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vol. 11
State of the art paper

Brain-derived neurotrophic factor and its clinical implications

Siresha Bathina
Undurti N. Das

Arch Med Sci 2015; 11, 6: 1164–1178
Online publish date: 2015/12/11
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Brain-derived neurotrophic factor (BDNF) is one of the neurotrophic factors that support differentiation [1], maturation [2], and survival of neurons in the nervous system [3] and shows a neuroprotective effect under adverse conditions, such as glutamatergic stimulation, cerebral ischemia, hypoglycemia, and neurotoxicity [4]. BDNF stimulates and controls growth of new neurons from neural stem cells (neurogenesis) [5, 6], and BDNF protein and mRNA have been identified in most brain areas including the olfactory bulb, cortex, hippocampus, basal forebrain, mesencephalon, hypothalamus, brainstem and spinal cord. The levels of BDNF are decreased in many neurodegenerative diseases such as Parkinson’s disease (PD) [7], multiple sclerosis (MS) [8] and Huntington’s disease [9]. Besides the neuroprotective effect, BDNF plays a major role in energy homeostasis. The BDNF administration peripherally or intracerebroventricularly (ICV) suppresses energy intake and reduces body weight [10].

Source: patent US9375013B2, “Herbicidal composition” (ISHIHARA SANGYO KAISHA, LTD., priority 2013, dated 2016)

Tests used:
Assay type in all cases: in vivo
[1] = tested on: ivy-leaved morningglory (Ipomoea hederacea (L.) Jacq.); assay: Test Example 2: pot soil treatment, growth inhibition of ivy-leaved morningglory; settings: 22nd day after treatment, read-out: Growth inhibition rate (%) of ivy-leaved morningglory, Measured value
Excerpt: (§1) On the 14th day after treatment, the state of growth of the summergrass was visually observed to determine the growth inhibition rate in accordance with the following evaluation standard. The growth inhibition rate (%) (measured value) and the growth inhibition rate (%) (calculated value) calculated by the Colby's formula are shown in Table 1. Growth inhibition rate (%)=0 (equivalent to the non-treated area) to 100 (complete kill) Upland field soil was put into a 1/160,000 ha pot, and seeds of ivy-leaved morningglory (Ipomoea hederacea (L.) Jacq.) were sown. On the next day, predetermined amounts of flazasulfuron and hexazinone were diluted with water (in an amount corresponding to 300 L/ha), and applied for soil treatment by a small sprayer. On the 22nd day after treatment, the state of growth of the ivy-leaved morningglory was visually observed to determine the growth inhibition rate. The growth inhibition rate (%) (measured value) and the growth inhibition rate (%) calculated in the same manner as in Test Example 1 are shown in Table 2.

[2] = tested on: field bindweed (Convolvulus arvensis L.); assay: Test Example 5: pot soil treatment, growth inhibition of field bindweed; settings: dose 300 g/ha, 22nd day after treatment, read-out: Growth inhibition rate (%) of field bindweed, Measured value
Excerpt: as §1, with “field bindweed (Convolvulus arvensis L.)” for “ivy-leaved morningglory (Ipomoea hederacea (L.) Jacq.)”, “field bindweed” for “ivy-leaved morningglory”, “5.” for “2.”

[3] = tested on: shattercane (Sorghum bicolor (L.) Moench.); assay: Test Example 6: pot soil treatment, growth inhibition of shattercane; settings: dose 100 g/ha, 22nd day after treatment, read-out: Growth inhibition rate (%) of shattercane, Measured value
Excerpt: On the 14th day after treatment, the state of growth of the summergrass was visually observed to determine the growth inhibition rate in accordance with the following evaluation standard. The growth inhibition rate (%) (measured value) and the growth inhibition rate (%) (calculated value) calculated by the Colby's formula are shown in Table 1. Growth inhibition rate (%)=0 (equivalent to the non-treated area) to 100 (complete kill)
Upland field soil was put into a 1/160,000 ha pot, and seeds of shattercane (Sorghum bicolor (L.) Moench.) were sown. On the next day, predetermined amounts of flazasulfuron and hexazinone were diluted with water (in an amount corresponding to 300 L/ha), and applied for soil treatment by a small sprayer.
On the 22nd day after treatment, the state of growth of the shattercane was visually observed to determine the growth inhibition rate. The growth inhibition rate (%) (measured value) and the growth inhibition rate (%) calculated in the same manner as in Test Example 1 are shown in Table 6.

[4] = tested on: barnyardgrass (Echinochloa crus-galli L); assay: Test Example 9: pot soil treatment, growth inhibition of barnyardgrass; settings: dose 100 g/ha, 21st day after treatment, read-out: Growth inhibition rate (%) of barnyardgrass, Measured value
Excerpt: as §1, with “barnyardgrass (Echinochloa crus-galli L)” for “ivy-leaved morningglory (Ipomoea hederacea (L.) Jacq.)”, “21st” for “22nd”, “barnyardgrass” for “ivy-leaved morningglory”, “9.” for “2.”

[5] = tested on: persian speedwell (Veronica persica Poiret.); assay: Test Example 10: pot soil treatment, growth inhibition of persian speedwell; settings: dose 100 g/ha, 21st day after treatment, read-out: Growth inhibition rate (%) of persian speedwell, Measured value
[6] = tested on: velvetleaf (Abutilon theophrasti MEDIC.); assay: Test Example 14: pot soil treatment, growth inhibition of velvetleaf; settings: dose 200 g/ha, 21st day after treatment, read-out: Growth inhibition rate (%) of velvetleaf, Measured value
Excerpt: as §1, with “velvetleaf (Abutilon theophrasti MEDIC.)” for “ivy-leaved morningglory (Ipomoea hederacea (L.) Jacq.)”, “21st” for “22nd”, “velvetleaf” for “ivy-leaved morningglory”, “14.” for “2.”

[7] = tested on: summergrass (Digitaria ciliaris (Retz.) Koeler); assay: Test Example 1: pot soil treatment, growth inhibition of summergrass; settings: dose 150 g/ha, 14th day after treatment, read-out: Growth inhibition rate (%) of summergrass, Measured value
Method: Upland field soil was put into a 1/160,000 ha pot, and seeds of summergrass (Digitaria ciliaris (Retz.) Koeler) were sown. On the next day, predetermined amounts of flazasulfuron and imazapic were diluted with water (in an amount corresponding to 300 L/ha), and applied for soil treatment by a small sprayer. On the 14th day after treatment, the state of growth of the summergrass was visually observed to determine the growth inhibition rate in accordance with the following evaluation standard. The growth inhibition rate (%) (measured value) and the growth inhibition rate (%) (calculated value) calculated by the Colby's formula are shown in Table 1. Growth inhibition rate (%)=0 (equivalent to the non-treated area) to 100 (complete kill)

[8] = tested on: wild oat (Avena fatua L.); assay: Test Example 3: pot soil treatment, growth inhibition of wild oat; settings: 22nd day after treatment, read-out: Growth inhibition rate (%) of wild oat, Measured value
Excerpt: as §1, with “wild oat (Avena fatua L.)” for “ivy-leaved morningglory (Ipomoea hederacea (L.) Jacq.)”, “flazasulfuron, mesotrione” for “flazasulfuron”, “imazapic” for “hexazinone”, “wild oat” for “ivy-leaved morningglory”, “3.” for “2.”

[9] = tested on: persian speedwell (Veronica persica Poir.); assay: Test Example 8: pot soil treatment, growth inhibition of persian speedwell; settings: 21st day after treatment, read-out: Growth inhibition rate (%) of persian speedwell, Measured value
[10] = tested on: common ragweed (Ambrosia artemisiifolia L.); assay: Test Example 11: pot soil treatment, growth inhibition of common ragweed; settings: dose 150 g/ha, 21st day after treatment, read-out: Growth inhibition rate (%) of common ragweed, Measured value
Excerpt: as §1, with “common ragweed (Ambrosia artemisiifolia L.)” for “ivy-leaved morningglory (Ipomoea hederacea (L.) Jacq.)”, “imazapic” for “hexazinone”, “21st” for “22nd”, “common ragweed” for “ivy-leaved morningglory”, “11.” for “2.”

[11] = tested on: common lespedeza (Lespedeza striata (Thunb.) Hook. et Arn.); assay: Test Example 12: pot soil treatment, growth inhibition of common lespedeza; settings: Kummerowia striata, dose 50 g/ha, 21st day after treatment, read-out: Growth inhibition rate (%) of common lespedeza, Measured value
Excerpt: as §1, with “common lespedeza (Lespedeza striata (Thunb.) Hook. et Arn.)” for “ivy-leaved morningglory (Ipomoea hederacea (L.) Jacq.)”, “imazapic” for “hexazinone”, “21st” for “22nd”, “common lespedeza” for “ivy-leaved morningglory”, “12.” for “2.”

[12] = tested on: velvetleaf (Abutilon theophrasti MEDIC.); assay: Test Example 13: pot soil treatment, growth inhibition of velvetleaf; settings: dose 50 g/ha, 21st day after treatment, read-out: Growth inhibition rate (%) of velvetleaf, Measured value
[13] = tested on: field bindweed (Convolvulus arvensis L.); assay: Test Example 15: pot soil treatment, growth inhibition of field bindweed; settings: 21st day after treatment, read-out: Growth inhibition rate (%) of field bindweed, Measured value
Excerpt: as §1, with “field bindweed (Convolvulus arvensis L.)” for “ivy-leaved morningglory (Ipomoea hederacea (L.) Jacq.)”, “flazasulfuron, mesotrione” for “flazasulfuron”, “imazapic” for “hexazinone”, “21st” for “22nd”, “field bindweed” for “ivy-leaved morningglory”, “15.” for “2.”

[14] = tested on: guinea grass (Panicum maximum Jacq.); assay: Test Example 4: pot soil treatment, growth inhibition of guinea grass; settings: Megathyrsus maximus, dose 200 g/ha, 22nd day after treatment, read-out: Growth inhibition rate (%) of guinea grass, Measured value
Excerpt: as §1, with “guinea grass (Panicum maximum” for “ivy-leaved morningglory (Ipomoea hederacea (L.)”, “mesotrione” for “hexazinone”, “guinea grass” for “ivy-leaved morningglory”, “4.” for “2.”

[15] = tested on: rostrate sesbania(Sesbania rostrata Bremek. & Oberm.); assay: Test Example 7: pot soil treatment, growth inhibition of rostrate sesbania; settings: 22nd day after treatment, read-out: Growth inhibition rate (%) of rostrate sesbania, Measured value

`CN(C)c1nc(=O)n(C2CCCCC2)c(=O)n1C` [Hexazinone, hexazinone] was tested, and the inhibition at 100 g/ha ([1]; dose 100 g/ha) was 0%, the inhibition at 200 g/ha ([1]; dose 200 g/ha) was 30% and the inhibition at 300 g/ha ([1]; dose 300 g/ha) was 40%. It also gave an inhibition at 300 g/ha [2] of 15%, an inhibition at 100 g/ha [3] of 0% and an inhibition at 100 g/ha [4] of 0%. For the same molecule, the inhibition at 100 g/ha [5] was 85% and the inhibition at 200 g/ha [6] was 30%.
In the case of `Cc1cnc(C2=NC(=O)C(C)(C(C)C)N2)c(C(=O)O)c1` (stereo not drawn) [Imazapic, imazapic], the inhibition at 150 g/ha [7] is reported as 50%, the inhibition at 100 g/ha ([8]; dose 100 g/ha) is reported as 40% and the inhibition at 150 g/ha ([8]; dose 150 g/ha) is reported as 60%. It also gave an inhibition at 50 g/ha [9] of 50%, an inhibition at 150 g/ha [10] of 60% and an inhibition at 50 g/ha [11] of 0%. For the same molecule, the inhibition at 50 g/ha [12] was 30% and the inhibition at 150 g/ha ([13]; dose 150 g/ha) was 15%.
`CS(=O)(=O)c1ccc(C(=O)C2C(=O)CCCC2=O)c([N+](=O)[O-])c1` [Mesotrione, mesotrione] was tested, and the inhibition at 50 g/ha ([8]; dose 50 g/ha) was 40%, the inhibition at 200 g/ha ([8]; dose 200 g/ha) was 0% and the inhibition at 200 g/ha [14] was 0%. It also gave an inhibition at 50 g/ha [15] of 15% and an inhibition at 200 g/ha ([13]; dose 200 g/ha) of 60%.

Origin of BDNF

BDNF is a member of the neurotrophin family of growth factors along with nerve growth factor (NGF); neurotrophins-3 (NT-3), NT4/5 and NT-6. BDNF is synthesized in the endoplasmic reticulum (ER) as a 32–35 kDa precursor protein (pro BDNF) that moves through the Golgi apparatus and trans-Golgi network (TGN). In the presence of lipid raft associated sorting receptor carboxy peptidase E (CPE), pro-BDNF is sorted by vesicles and subsequently transported into activity-dependent secretion by post-synaptic dendrites (Figure 1). The terminal domain of pro-BDNF is cleaved by a distinct protein convertase enzyme to form 13 kDa biologically active mature BDNF (mBDNF) [10–12].

Structure of BDNF